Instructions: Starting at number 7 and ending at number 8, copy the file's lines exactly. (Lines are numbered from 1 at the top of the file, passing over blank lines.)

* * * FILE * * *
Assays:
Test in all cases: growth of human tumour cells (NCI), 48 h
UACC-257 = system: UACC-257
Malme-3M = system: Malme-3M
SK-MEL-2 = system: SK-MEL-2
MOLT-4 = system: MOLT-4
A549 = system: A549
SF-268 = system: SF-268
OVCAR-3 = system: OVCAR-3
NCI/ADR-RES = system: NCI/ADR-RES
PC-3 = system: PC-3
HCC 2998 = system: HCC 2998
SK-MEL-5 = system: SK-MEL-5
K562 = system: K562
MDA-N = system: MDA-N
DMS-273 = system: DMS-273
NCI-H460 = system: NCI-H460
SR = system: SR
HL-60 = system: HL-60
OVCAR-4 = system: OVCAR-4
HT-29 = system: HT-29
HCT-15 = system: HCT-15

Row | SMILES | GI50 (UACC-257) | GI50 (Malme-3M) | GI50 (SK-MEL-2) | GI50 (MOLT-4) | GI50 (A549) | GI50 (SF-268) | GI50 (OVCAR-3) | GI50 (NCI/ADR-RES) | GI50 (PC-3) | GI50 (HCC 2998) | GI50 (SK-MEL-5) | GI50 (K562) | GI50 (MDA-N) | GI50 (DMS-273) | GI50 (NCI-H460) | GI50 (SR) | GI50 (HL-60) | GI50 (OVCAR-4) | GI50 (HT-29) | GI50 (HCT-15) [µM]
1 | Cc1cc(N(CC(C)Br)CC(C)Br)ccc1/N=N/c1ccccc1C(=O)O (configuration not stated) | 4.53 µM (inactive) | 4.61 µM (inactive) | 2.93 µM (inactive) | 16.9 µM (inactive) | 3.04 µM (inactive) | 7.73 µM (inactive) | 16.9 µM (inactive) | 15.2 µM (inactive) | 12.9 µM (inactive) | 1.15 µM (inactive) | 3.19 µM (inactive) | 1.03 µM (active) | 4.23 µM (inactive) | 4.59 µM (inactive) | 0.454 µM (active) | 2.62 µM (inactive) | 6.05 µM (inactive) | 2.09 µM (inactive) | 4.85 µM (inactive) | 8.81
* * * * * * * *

A549 = system: A549
SF-268 = system: SF-268